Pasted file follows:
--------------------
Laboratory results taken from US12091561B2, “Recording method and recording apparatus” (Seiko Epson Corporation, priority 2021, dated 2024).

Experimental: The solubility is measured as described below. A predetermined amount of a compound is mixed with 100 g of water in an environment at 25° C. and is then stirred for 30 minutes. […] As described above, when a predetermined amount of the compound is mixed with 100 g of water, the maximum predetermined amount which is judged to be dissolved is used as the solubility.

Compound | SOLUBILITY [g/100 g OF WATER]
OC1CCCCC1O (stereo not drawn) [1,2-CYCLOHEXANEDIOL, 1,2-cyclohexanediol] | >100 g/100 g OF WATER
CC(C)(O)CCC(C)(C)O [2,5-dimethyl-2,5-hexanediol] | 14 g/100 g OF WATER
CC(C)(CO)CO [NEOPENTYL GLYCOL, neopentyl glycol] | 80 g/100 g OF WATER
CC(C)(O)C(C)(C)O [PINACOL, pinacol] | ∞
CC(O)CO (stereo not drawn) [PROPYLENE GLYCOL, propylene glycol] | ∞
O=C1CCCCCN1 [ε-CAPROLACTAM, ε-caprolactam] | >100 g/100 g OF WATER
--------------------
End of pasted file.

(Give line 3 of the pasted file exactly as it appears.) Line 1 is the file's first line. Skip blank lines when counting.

Compound | SOLUBILITY [g/100 g OF WATER]